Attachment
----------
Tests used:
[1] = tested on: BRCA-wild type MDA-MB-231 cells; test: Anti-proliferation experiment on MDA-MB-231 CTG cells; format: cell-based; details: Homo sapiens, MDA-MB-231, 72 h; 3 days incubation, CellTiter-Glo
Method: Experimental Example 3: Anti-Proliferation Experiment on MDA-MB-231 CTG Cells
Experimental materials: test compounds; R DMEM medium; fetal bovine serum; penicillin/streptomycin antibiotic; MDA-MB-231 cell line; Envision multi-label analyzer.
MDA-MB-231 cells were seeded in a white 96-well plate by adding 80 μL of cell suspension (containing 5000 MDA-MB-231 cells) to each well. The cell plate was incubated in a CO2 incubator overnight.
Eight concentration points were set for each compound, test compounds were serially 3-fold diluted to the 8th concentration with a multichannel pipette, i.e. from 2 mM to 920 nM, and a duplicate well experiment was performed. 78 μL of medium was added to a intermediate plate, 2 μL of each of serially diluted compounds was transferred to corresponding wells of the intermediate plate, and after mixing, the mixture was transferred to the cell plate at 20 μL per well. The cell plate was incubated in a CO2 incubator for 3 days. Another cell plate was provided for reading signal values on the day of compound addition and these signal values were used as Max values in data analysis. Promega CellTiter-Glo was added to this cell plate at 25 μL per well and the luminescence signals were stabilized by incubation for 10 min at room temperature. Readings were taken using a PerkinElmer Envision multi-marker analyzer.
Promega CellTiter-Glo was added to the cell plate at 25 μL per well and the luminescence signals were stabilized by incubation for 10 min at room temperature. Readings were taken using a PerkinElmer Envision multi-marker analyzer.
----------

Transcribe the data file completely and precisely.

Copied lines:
Tests used:
[1] = tested on: BRCA-wild type MDA-MB-231 cells; test: Anti-proliferation experiment on MDA-MB-231 CTG cells; format: cell-based; details: Homo sapiens, MDA-MB-231, 72 h; 3 days incubation, CellTiter-Glo
Method: Experimental Example 3: Anti-Proliferation Experiment on MDA-MB-231 CTG Cells
Experimental materials: test compounds; R DMEM medium; fetal bovine serum; penicillin/streptomycin antibiotic; MDA-MB-231 cell line; Envision multi-label analyzer.
MDA-MB-231 cells were seeded in a white 96-well plate by adding 80 μL of cell suspension (containing 5000 MDA-MB-231 cells) to each well. The cell plate was incubated in a CO2 incubator overnight.
Eight concentration points were set for each compound, test compounds were serially 3-fold diluted to the 8th concentration with a multichannel pipette, i.e. from 2 mM to 920 nM, and a duplicate well experiment was performed. 78 μL of medium was added to a intermediate plate, 2 μL of each of serially diluted compounds was transferred to corresponding wells of the intermediate plate, and after mixing, the mixture was transferred to the cell plate at 20 μL per well. The cell plate was incubated in a CO2 incubator for 3 days. Another cell plate was provided for reading signal values on the day of compound addition and these signal values were used as Max values in data analysis. Promega CellTiter-Glo was added to this cell plate at 25 μL per well and the luminescence signals were stabilized by incubation for 10 min at room temperature. Readings were taken using a PerkinElmer Envision multi-marker analyzer.
Promega CellTiter-Glo was added to the cell plate at 25 μL per well and the luminescence signals were stabilized by incubation for 10 min at room temperature. Readings were taken using a PerkinElmer Envision multi-marker analyzer.